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algae strains produced by the Grower Harvester system for the feed trials demonstrated high energy and protein content that
was readily available, similar to other high value feed products used in the feeding of poultry today. BioProcess Algae broke
ground on a five acre algae farm in the first quarter of 2012 at the same location. If we and the other BioProcess Algae
members determine that the venture can achieve the desired economic performance from the five acre farm, a build-out of
400 acres of Grower Harvester reactors will be considered. The cost of such a build-out is estimated at $40 million to $60
million and could take up to a year to complete. Funding for BioProcess Algae for such a project would come from a variety
of sources including current partners, new equity investors, debt financing or a combination thereof. If a decision was made
to replicate such a 400 acre algae farm at all of our ethanol plants, we estimate that the required investment could range from
$300 million to $500 million. BioProcess Algae currently is exploring potential algae markets including animal feeds,
nutraceuticals and biofuels.
Industry Factors Affecting our Results of Operations
Variability of Commodity Prices.
Our operations and our industry are highly dependent on commodity prices, especially
prices for corn, ethanol, distillers grains and natural gas. Because the market prices of these commodities are not always
correlated, at times ethanol production may be unprofitable. As commodity price volatility poses a significant threat to our
margin structure, we have developed a risk management strategy focused on locking in favorable operating margins when
they are available. We continually monitor market prices of corn, natural gas and other input costs relative to the prices for
ethanol and distillers grains at each of our production facilities. We create offsetting positions by using a combination of
derivative instruments, fixed-price purchases and sales contracts, or a combination of strategies within strict limits. Our
primary focus is not to manage general price movements of individual commodities, for example to minimize the cost of corn
consumed, but rather to lock in favorable profit margins whenever possible. By using a variety of risk management tools and
hedging strategies, including our internally-developed real-time margin management system, we believe we are able to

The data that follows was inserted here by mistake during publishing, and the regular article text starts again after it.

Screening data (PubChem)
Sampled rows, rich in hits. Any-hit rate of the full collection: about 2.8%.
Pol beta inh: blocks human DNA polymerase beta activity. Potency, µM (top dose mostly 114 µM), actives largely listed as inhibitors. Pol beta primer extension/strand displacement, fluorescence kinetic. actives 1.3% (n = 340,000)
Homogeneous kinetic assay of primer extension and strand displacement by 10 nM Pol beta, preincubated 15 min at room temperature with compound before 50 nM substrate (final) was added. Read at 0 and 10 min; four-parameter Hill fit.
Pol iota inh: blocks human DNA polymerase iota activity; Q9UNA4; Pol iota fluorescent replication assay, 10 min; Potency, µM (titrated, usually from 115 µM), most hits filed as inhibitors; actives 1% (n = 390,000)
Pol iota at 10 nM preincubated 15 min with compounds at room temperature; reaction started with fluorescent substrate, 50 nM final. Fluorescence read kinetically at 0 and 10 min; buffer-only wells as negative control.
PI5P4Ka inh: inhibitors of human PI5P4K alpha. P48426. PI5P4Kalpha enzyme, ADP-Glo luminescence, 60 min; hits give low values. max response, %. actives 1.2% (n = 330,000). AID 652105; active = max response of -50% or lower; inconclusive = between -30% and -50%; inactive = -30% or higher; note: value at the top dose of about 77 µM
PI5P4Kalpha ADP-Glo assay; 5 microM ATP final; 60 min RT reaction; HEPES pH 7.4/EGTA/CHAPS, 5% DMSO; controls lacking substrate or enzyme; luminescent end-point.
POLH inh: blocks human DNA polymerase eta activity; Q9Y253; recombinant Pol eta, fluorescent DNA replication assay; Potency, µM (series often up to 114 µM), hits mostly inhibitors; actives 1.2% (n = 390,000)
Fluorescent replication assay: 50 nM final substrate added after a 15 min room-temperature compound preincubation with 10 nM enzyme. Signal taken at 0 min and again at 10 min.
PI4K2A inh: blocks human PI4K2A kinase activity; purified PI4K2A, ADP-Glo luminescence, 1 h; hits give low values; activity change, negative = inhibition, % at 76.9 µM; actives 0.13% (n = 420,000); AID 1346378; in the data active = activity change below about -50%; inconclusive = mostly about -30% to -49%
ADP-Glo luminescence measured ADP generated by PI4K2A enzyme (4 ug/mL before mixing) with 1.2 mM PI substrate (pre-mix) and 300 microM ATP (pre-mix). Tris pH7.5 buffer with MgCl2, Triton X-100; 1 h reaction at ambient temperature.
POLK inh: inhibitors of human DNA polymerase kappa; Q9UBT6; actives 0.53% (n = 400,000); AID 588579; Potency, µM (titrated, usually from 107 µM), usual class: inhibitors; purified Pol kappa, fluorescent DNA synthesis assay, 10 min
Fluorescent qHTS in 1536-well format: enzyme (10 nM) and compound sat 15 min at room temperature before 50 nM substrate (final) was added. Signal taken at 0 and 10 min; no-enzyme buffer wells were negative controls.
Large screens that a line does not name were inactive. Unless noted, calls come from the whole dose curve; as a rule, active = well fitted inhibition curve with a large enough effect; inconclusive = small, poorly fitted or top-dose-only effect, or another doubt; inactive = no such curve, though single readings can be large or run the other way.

maintain a disciplined approach to risk.
There may be periods of time that, due to the variability of commodity prices and compressed margins identified by our
risk management system, we make a decision to reduce or cease ethanol production operations at certain of our ethanol
plants. In the first quarter of 2012, we have reduced production volumes at two of our ethanol plants by approximately 30%,
or about 5% of our total production, in direct response to unfavorable operating margins. In response to relatively strong
margins in the fourth quarter of 2011, the ethanol industry increased production and ended the year with excess inventories,
which has adversely affected the margin environment in the beginning of 2012.
Reduced Availability of Capital.
Some ethanol producers have faced financial distress over the past few years,
culminating with bankruptcy filings by several companies. This, in combination with continued volatility in the capital
markets has resulted in reduced availability of capital for the ethanol industry generally. In this market environment, we may
experience limited access to incremental financing.
Federal and state governments have enacted numerous policies, incentives and subsidies to encourage the
usage of domestically-produced alternative fuel solutions. Passed in 2007 as part of the Energy Independence and Security
Act, a federal Renewable Fuels Standard, or RFS, has been and we expect will continue to be a driving factor in the growth
of ethanol usage. The RFS Flexibility Act was introduced on October 5, 2011 in the U.S. House of Representatives to reduce
or eliminate the volumes of renewable fuel use required by RFS based upon corn stocks-to-use ratios. The Domestic
Alternative Fuels Act of 2012 was introduced on January 18, 2012 in the U.S. House of Representatives to modify the RFS to
include ethanol and other fuels produced from fossil fuels like coal and natural gas.
To further drive growth in the increased adoption of ethanol, Growth Energy, an ethanol industry trade association, and a
number of ethanol producers requested a waiver from the EPA to increase the allowable amount of ethanol blended into
gasoline from the current 10% level, or E10, to a 15% level, or E15. In October 2010, the EPA granted a partial waiver for
E15 for use in model year 2007 and newer model passenger vehicles, including cars, SUVs, and light pickup truck. In
January 2011, the EPA granted a second partial waiver for E15 for use in model year 2001 to 2006 passenger vehicles. On
February 17, 2012, the EPA announced that evaluation of the health effects tests on E15 are complete and that fuel
manufacturers are now able to register E15 with the EPA to sell. Another major benefit to the industry was the blender’s
credit, which allowed gasoline distributors who blended ethanol with gasoline to receive a federal excise tax credit of $0.45
per gallon of pure ethanol used, or $0.045 per gallon for E10 and $0.3825 per gallon for E85. The blender’s credit expired on
December 31, 2011; however, even without the blender’s credit, ethanol remains at a discount to gasoline.
On July 21, 2010, President Obama signed the Dodd-Frank Wall Street Reform and Consumer Protection Act, or the
Reform Act, which, among other things, aims to improve transparency and accountability in derivative markets. While the